Ac ce

u1 (t) Gaseous stream temperature entering the first heat exchanger u2 (t) Flow velocity of solvent in the first stage absorber and stripper u3 (t) Flow velocity of solvent in the second stage absorber and stripper u4 (t) Steam flow-rate in the second stage stripper u5 (t) Steam flow-rate in the first stage stripper u6 (t) Temperature of steam entering the second stage stripper and the controlled outputs are: y1 (t) y2 (t) y3 (t) y4 (t) y5 (t) y6 (t)

Component concentration in gaseous stream exiting the first stage absorber Component concentration in solvent stream entering the first stage stripper Temperature of the solvent stream exiting the first absorber Temperature of the gaseous stream exiting the second stage absorber Component concentration in the solvent exiting the second stage stripper Temperature of the solvent stream entering the second stage stripper 15

Page 16 of 28

following SIM is calculated: 6 5 5 5 1 2 2 4 7 7 2 4

(39)

ip t

From the digraph of the network (figure 6), the 4 5 3 5 2 1 1 3 6 4 5 2 M = 5 3 4 4 4 2 3 5 5 3 4 4

cr

Using the algorithms described in the previous section, we obtain the optimal process network decompositions discussed below.

us

4.1. Input/Output Clustering The following four optimal decentralized decompositions are obtained:

an

1.{u2 , y1 }, {u5 , y2 }, {u1 , y3 }, {u4 , y4 }, {u6 , y5 }, {u3 , y6 } 2.{u1 , y1 }, {u5 , y2 }, {u2 , y3 }, {u4 , y4 }, {u6 , y5 }, {u3 , y6 }

M

3.{u1 , y1 }, {u5 , y2 }, {u2 , y3 }, {u6 , y4 }, {u4 , y5 }, {u3 , y6 } 4.{u2 , y1 }, {u5 , y2 }, {u1 , y3 }, {u6 , y4 }, {u4 , y5 }, {u3 , y6 }

ed

For each of these decompositions, the value of the objective function JDC is identical (= 97). When the agglomerative clustering procedure is applied to all four decompositions, the unique optimal decomposition on the basis of maximum modularity is determined to be {u1 , u2 , u5 , y1 , y2 , y3 }, {u3 , u4 , u6 , y4 , y5 , y6 },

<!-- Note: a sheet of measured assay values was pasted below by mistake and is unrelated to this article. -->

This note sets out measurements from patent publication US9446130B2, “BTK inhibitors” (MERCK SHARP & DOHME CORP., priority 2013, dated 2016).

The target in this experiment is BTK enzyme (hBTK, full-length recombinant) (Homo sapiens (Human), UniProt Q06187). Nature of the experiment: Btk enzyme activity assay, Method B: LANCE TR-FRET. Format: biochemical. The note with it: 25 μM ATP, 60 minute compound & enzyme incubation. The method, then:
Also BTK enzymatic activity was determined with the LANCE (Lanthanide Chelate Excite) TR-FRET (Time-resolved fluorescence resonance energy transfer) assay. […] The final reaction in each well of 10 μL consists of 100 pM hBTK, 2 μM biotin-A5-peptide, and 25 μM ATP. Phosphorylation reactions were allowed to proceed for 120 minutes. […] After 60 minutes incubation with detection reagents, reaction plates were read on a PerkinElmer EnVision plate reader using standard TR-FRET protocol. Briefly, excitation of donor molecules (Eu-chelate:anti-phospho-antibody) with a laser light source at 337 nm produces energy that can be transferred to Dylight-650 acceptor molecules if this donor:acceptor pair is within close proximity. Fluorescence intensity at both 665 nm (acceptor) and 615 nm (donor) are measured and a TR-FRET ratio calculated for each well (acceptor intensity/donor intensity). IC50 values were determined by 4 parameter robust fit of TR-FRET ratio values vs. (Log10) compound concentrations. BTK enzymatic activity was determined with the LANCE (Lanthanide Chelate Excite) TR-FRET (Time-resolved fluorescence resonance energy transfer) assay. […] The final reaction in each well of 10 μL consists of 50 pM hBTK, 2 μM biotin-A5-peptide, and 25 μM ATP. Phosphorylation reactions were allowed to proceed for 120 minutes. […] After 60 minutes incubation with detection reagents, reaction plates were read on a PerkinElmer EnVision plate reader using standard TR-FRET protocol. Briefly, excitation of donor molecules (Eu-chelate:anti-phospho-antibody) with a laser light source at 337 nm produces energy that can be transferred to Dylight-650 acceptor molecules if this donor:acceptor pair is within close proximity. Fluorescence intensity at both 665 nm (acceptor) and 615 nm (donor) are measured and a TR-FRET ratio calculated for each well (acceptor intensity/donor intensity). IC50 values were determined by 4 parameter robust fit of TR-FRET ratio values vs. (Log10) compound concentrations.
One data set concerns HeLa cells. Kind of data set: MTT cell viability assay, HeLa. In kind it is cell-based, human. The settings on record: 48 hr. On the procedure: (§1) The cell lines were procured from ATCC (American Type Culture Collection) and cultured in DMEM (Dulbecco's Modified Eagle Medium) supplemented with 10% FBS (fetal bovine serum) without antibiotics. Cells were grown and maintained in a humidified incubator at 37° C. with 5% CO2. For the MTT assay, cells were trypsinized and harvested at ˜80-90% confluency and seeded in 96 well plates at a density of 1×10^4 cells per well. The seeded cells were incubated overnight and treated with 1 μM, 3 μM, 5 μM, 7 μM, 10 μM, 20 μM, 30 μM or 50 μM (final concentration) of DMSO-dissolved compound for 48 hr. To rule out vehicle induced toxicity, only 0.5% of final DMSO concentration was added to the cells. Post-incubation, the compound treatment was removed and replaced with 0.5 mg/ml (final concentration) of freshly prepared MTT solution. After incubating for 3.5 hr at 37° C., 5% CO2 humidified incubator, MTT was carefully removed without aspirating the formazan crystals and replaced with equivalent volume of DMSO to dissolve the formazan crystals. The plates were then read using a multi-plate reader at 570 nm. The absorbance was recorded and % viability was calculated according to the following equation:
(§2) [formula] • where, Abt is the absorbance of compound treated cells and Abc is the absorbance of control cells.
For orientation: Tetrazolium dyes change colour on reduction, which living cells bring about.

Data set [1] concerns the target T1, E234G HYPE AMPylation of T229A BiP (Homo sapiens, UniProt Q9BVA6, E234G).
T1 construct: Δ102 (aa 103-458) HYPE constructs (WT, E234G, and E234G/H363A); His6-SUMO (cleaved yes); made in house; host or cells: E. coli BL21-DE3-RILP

pt

with the modularity of 0.1783. The optimal decomposition is shown in figure 5.

Ac ce

4.2. Equation Graph Decomposition The following clusters are obtained from the modularity based decomposition algorithm: g g g g l l l l h c {u1 , u2 , u5 , CA1 , CA1 , TA1 , TA1 , CS1 , CS1 , TS1 , TS1 , TH1 , TH1 , y1 , y2 , y3 } g g g g l h c l l l {u3 , u4 , u6 , CA2 , CA2 , TA2 , TA2 , CS2 , CS2 , TS2 , TS2 , TH2 , TH2 , y4 , y5 , y6 }

where C represents concentration of the component being absorbed, T is the stream temperature, subscripts Ai, Si and Hi represent that the variable is associated with the absorber, stripper or heat exchanger of index i, and the superscripts l and g represent the liquid or gaseous phase of the stream.

16

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ip t cr us an

Ac ce

pt

ed

M

Figure 5: Optimal decomposition of the absorption-desorption network

Figure 6: System equation graph with the clusters and inter-cluster interactions

It can be seen that the decomposition obtained from this algorithm is identical to that obtained from the input/output clustering, except that it provides more information regarding the decomposition (figure 6). The first cluster obtained contains all the state, input and output variables associated with the first-stage absorber and stripper columns, and the sec17

Page 18 of 28

ond one contains all the state, input and output variables associated with the second-stage capture absorber and stripper column. These are integrated via four pairs of variables: g g g g g g g h {TH01 , TA2 }, {CA1 , CA2 }, {CS2 , CS1 }, {TS2 , TS1 }

y4 3 5 5 4 4 2

y5 5 7 6 2 2 1

y6 5 7 5 4 4 2

us

y3 1 3 3 4 4 5

an

y2 1 2 5 3 3 4

pt

ed

M

u1 u5 u2 u4 u6 u3

y1 2 4 4 5 5 6

cr

ip t

4.3. Implications of the Decomposition To provide more insight on the decompositions obtained, figure 7 shows the hierarchical clustering levels obtained from the input/output clustering algorithm, starting from the first optimal decentralized decomposition with a SIM given by:

Ac ce

Figure 7: Hierarchical clustering of the first decentralized decomposition

The modularities corresponding to each level of clusters are listed below: Level Modularity 1 0.052 2 0.116 3 0.153 4 0.178 5 1.04×10−16

The modularity of the decomposition at level 1 is much smaller than that of the decompositions at levels 2, 3 and 4, indicating that the interactions among inputs and outputs are too strong to favor a fully decentralized decomposition. In level 3, the inputs and outputs 18

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M

an

us

cr

ip t